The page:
Investments in transit are the only way to provide meaningful, long term returns for our investment at a relatively low cost.

If you think $150M is a lot of money, what is the new Highway 411, 407 extensions costing Ontario Taxpayers? A hell of a lot more money than UPX.

And widening the 401 from Mississauga to Cambridge? Multi billions………..but spread over 20 years while commuters continue to deal with the headaches, save for those smart enough to use Transit.

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Metrolinx: get your shit together! Allow VIA to use Weston Station.

By shost at 10:06 pm on Thursday, February 4, 2016

This is just stupid.

Let’s see here – VIA already has the time-slots through the station – and a two minute stop can’t be accommodated.. WHY?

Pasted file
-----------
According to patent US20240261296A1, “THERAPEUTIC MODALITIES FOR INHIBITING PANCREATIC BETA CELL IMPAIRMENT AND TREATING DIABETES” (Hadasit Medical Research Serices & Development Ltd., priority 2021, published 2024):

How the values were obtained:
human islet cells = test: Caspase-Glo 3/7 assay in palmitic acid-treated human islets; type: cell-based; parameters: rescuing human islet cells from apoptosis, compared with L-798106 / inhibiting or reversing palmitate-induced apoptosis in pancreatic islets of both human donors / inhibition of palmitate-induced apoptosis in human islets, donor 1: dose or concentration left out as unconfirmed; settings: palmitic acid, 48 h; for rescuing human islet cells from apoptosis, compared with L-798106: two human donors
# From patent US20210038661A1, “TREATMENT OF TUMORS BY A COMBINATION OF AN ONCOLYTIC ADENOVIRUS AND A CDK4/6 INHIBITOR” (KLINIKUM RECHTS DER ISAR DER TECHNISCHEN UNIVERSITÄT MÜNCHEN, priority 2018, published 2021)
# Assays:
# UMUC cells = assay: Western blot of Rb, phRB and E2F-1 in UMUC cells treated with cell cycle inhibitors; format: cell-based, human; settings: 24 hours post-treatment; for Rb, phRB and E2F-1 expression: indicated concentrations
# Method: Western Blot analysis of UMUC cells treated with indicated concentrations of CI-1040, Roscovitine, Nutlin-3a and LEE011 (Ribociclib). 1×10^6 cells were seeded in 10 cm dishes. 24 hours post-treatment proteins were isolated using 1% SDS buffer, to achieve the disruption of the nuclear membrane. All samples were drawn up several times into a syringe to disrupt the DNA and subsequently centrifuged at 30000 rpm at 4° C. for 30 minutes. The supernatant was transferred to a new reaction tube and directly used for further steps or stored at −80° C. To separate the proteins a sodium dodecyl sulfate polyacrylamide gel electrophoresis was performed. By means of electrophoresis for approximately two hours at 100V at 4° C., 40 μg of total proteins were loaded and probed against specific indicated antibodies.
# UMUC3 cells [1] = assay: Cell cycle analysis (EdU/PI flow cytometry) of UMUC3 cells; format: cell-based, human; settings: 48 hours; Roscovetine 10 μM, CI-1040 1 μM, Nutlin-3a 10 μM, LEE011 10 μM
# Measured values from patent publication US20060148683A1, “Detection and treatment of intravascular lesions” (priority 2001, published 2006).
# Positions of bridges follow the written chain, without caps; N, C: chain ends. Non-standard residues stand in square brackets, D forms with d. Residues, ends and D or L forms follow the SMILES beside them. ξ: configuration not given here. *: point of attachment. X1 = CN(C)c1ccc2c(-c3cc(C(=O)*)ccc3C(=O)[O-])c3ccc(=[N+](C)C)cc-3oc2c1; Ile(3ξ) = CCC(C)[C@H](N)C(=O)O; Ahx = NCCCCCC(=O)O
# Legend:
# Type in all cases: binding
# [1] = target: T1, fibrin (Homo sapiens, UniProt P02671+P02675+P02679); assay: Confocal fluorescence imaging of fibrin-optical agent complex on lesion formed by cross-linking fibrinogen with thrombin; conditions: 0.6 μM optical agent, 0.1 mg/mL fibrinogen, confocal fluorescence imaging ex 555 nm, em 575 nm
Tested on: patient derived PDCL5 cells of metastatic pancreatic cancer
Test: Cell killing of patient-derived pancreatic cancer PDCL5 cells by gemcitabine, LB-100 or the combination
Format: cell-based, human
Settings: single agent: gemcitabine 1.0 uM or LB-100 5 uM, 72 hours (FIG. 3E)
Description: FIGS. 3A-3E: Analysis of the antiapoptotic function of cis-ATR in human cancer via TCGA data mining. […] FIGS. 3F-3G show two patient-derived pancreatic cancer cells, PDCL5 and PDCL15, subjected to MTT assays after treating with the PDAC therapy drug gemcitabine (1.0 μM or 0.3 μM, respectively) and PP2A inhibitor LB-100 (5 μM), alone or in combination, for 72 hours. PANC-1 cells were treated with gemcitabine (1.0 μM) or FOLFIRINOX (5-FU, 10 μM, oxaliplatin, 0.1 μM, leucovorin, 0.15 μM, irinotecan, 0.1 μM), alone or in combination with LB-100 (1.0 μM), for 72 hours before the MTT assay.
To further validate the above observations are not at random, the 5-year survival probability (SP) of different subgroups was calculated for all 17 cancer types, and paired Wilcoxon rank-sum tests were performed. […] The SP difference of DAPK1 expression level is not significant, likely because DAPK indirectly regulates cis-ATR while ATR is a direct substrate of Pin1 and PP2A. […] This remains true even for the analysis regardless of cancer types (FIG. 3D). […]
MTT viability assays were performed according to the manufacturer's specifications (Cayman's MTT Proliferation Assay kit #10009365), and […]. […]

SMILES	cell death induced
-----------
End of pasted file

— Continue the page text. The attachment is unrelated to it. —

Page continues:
Make the necessary adjustments and let the TRAIN DISPATCHERS do the rest of the work! Our money paid for this, and there is no damn reason why it can’t be accommodated.


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CTC installation is now complete – what’s next?

By shost at 4:09 pm on Tuesday, November 17, 2015

The CTC project, at least from the perspective of crews operating on signalled aspects.. is complete..

At least, from Silver (Georgetown) To Ashland (Junction with CN at London) There are now signals to obey, with execption to a small segment at King St in Kitchener which remains OCS until the underpass/grade seperation is completed. (will be a year)